The tiny village of Alwinton sits comfortably beneath the rolling foothills of the Cheviots and faces south. It was one of the `Ten towns of Coquetdale` and stands at the junction of two important historic border crossings. Its annual Shepherds` Show is the last of the season and draws visitors from far and wide. Otherwise, for most of the year the village is a peaceful place and an ideal base for exploring the surrounding hills. This walk takes you on an unusual journey over three of the area`s least visited hills and to three exquisite valleys. The views will be outstanding and all the while you will be surrounded by traces of a long and interesting past. As you tramp the green hills, high above Northumberland`s longest river, the Coquet, you will never be more than three crow-flown miles from the cosy and welcoming hearth of Alwinton`s petite `Rose and Thistle ` public house.



Hosedon Burn


The valley of the Hosedon Burn


The Walk


1. There is a small Northumberland National Park car park at the centre of Alwinton, just beyond the tiny `Rose and Thistle` public house (NT919063). The name of this fine `watering hole` refers to the Union of the Crowns and is a reminder that the border is only a matter of miles away. Leave the car park by turning left along the tarmac road and then cut across the small village green. Go over the wooden footbridge, which straddles the trickle of the Hosedon Burn, before turning left to follow Clennell Street in the direction of the distant Border Ridge. This track is one of the great drove roads over the Cheviot Hills, linking Morpeth, on the English side of the border, with Kelso, on the Scottish side. A previous name for this road was `Ermspeth`, which is Old English for `eagles path`, and this perhaps indicates the age of this once vital route across the border. Follow the track as it climbs gently past a farm and continue as far as the metal gate and the near vertical ladder stile (NT 923069). Climb over and, on reaching the other side, turn left and head alongside the boundary wall and fence towards the small saddle between the prominent rocky slopes of Castle Hills.


2. Continue across the saddle and turn right to cut diagonally down the steep hillside to the exquisite valley of the Hosedon Burn. This is one of the hidden gems of the Cheviot Hills, often seen from above by walkers heading north on Clennell Street, but rarely visited. Standing here, surrounded by steep slopes dropping precipitously to the narrow twisting burn, there is a sense of scale far greater than the actual height of the surrounding hills. You are now heading towards your first hill of the day, the 392 metre high Lords Seat. Keeping to the right hand side of the burn and the intermittent path, aim for the circular sheep stell higher up the valley and the obvious `nose` of Lords Seat immediately beyond (NT 915073). You will, inevitably, need to criss-cross the burn as you make your way forwards as this area can be exceedingly damp especially after heavy rain. Once past the stell, with the deep hillside cutting cleft to your left and the upper reaches of the valley to your right, commence the tough climb, on a faint path, up the bracken-covered `nose`. When the gradient begins to ease, turn slightly to your right and head in a northerly direction towards the cairn topped summit of Lords Seat. Rest awhile and enjoy the expansive views towards Bloodybush Edge, Cushat Law and Wether Cairn as they pop their heads above the green mass of the Kidland Forest.



Lord`s Seat


Lords Seat from Green Side


3. Now turn south westwards and start the easy mile journey to your next objective, Green Side. On reaching the fence, with an old boundary stone to the right of the gate on the other side, go through the gate (NT 909078) and pick up the quad track which heads in the general direction of the summit. Once again the views from the top are impressive, none more so than the bulk of Shillhope Law and the adjoining valleys. A few years ago the trig point had lost its top but this has since been replaced. The `break` in the pillar is still clearly evident so, perhaps not a trig point to stand on the top of! It is time now to head downhill, in a south westerly direction, towards the Pass Peth. On reaching the 300 metre contour, relatively level ground, a track and a directional fingerpost (NT 897068), turn right and take time to soak up the fantastic view up Coquetdale. On this exposed height, four centuries ago, the men of Upper Coquetdale took turns to stand watch, night and day, guarding against the incursions of the Scottish freebooters. The views do not get much better than this! Now for the exciting descent of the Pass Peth, as it cuts diagonally across the steep north western flank of Green Side. Once at the bottom, and back in Coquetdale, you will very soon cross Passpeth Sike, surrounded by a relatively new fenced-in plantation which you will pass through via a five bar gate and two smaller gates. Less than mile up stream, lies a large rectangular enclosure containing the remains of three houses. These are believed to be part of the medieval settlement of `Whiteside`, which appeared on a 16th century map of the area.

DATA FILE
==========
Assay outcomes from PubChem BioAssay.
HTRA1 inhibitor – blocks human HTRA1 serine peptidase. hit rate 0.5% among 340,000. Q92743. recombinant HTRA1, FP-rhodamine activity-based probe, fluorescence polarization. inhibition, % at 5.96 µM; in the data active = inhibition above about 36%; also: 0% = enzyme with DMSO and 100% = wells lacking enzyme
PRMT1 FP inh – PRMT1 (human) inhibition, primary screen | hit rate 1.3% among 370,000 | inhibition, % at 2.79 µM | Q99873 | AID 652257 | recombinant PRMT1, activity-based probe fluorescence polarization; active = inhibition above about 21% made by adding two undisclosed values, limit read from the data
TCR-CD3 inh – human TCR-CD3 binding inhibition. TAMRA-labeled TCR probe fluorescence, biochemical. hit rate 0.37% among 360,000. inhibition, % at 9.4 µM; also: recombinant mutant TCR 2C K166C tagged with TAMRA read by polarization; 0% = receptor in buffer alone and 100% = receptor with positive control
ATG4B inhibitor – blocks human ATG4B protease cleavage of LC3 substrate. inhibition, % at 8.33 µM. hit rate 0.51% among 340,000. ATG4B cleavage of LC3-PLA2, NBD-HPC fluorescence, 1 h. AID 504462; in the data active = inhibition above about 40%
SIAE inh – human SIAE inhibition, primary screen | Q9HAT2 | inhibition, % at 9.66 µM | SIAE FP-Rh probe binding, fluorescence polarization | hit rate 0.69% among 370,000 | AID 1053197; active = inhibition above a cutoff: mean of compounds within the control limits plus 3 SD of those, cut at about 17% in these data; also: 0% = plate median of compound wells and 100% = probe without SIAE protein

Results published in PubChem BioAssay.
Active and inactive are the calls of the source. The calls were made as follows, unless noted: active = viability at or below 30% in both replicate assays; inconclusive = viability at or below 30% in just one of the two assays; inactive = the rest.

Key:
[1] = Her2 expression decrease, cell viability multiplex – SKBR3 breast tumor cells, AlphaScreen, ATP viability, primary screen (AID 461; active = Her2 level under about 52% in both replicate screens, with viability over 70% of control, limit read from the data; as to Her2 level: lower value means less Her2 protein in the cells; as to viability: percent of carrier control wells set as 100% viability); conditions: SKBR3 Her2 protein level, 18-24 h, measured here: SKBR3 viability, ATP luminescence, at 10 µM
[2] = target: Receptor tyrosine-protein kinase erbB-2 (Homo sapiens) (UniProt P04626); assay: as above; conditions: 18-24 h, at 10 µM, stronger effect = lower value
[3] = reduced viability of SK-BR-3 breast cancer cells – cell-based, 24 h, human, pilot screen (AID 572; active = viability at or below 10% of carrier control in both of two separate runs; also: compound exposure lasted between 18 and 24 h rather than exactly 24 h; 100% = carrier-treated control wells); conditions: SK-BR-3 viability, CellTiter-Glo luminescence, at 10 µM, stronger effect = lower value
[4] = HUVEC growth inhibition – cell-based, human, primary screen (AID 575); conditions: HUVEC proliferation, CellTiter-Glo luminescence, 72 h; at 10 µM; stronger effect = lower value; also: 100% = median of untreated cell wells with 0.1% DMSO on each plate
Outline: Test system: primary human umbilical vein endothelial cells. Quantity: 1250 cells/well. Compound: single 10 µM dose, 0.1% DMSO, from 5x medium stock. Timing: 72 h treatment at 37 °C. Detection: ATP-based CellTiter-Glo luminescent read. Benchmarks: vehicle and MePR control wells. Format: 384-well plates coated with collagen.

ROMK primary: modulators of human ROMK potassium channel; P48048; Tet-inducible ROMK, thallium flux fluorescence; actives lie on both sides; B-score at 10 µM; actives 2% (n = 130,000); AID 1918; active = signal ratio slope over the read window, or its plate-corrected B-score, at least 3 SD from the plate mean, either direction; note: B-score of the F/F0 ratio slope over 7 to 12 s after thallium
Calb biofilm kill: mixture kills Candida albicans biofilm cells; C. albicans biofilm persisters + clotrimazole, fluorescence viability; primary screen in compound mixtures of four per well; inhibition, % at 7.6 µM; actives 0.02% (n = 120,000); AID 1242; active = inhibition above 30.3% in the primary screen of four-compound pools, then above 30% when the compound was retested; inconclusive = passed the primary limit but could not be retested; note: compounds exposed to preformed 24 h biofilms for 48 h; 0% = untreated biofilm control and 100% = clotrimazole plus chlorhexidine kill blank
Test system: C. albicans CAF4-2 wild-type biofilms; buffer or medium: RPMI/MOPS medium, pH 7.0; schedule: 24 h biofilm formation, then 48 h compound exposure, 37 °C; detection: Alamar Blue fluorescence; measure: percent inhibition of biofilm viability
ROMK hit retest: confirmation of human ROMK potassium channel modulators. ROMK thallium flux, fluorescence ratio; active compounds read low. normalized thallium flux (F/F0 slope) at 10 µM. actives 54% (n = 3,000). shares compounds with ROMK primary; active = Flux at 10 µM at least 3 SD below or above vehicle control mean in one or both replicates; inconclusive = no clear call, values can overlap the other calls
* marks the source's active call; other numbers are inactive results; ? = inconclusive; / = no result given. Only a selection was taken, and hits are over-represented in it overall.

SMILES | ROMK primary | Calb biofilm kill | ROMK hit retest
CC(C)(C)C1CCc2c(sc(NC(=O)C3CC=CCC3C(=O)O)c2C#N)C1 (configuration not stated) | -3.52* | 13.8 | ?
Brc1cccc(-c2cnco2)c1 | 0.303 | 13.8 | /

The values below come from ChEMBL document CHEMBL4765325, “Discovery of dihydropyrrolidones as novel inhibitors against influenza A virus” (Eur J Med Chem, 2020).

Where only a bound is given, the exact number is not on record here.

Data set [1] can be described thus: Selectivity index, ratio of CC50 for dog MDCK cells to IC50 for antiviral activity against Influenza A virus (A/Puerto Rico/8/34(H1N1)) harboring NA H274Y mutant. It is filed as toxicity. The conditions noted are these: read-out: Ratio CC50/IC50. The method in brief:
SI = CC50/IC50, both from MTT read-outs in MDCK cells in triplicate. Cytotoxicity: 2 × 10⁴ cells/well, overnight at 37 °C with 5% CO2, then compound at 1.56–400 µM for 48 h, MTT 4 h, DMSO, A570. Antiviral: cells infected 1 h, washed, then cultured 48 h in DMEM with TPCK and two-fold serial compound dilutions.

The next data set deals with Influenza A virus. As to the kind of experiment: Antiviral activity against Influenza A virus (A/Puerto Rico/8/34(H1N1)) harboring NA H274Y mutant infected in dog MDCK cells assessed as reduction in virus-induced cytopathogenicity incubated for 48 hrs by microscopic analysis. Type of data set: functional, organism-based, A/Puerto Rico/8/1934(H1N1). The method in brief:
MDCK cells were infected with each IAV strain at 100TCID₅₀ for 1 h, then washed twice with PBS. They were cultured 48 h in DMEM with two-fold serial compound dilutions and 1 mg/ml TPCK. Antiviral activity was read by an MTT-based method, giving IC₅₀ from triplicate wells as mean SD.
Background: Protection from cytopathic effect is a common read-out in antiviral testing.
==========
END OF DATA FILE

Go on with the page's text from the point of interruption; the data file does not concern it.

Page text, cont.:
Pass Peth


Upper Coquetdale from the Pass Peth



4. Continuing north westwards, you are now contouring the Knocks on a clear single line path, with the River Coquet wriggling away to your left. Continue to walk straight ahead, crossing via a small wooden footbridge, first the delightful Wholehope Burn, tumbling down from your right, and then alongside a wall on your left. When a gravel track is joined, where there is a directional fingerpost (NT 887076), turn right and begin the 2 mile long climb up Copper Snout to the summit of Saughy Hill. The strangely named Copper Snout was once a branch of the drove road Clennell Street, a track you will rejoin once this particular unforgiving uphill stretch is behind you. Remember to keep pausing as you go. The views continue to please and, once again, Shillhope Law dominates. Be careful not to follow the side track which turns away to your right around the 420 metre contour, where once again a directional fingerpost points the way (NT 890095). Eventually, when a step stile is reached, the second one on your uphill journey, catch your breath, cross over and leave the path in a north westerly direction, with a circular sheep stell to your right (NT 893102). A helpful quad track leads you towards the 494 metre top of Saughy Hill. There are excellent views back over Copper Snout and to the valley of the Usway Burn. Now return to the path by heading the way that you came and once you have reached the sheep stell, turn left with a post and wire fence to your right. This path, which is rarely dry, will soon lead you onto the gravel track of Clennell Street. Once there, right along the track, passing through a stretch of recently harvested forest and when the track decides to bend away to your left, keep straight ahead, passing through a couple of five bar gates and onto a green track.